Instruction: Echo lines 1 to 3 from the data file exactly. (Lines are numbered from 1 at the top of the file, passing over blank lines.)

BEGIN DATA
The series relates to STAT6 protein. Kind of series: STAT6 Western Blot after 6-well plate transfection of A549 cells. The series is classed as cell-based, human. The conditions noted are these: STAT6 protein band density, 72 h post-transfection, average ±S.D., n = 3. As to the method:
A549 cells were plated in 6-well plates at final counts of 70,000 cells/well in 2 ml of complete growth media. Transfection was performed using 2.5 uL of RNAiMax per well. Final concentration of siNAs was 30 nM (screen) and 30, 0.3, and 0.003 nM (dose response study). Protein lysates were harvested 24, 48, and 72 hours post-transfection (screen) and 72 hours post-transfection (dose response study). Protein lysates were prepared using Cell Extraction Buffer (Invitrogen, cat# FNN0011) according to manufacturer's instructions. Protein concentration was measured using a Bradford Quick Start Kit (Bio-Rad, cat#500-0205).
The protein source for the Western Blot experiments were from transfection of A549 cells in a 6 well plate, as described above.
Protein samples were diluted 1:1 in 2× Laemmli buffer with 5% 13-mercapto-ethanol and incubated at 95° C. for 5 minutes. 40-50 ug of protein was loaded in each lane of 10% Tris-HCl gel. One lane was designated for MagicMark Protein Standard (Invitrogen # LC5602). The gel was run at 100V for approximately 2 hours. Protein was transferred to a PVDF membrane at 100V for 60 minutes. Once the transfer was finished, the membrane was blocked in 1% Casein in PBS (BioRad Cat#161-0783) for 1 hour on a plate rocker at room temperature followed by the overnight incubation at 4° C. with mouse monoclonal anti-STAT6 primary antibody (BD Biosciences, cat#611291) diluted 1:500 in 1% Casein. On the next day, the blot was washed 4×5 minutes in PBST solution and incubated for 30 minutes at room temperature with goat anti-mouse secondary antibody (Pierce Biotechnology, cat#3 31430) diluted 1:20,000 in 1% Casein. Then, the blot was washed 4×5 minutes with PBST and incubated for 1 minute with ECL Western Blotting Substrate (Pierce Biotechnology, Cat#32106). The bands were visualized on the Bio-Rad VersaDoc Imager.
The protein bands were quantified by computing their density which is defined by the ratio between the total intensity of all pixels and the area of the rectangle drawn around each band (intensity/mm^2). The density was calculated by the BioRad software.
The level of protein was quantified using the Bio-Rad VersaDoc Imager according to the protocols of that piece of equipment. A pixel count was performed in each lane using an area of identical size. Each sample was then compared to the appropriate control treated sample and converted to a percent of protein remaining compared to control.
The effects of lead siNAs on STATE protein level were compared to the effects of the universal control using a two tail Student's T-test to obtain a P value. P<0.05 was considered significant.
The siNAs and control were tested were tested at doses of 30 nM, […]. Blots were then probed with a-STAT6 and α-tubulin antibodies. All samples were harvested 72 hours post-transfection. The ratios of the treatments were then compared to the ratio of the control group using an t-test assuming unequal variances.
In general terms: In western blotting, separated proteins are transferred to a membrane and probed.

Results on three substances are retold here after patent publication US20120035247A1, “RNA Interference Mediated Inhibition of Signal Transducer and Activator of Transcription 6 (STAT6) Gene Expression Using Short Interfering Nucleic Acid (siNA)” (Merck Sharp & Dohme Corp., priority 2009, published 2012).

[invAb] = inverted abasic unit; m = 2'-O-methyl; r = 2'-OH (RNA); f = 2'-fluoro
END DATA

The series relates to STAT6 protein. Kind of series: STAT6 Western Blot after 6-well plate transfection of A549 cells. The series is classed as cell-based, human. The conditions noted are these: STAT6 protein band density, 72 h post-transfection, average ±S.D., n = 3. As to the method:
A549 cells were plated in 6-well plates at final counts of 70,000 cells/well in 2 ml of complete growth media. Transfection was performed using 2.5 uL of RNAiMax per well. Final concentration of siNAs was 30 nM (screen) and 30, 0.3, and 0.003 nM (dose response study). Protein lysates were harvested 24, 48, and 72 hours post-transfection (screen) and 72 hours post-transfection (dose response study). Protein lysates were prepared using Cell Extraction Buffer (Invitrogen, cat# FNN0011) according to manufacturer's instructions. Protein concentration was measured using a Bradford Quick Start Kit (Bio-Rad, cat#500-0205).
The protein source for the Western Blot experiments were from transfection of A549 cells in a 6 well plate, as described above.